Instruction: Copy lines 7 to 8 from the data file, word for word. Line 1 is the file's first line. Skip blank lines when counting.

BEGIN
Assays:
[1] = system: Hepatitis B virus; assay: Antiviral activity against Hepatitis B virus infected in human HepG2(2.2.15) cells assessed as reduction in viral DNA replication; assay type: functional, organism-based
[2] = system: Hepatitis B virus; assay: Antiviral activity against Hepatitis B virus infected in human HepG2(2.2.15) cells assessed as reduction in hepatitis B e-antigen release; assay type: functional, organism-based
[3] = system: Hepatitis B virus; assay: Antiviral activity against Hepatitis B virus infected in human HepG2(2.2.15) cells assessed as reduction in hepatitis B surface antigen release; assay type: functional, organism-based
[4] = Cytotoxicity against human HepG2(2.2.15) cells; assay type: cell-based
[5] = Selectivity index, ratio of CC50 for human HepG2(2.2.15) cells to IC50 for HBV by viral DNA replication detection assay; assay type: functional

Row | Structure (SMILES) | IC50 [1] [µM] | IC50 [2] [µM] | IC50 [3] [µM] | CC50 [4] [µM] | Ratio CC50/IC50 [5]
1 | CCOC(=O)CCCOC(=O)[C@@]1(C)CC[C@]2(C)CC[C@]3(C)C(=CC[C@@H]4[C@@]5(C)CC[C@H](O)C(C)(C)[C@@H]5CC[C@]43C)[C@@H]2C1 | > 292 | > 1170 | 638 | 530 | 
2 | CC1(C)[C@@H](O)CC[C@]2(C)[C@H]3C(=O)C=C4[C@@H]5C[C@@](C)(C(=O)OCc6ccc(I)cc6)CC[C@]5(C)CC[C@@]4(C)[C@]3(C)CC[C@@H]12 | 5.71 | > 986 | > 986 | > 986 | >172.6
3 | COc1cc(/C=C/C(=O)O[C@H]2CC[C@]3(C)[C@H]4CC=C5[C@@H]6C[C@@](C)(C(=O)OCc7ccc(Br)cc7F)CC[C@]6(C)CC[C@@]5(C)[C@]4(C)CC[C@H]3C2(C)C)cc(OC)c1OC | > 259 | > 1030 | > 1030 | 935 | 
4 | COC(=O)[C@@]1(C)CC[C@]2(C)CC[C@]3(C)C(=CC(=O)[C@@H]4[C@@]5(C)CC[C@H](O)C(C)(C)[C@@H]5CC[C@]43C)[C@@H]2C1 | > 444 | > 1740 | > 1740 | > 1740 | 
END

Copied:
Row | Structure (SMILES) | IC50 [1] [µM] | IC50 [2] [µM] | IC50 [3] [µM] | CC50 [4] [µM] | Ratio CC50/IC50 [5]
1 | CCOC(=O)CCCOC(=O)[C@@]1(C)CC[C@]2(C)CC[C@]3(C)C(=CC[C@@H]4[C@@]5(C)CC[C@H](O)C(C)(C)[C@@H]5CC[C@]43C)[C@@H]2C1 | > 292 | > 1170 | 638 | 530 | 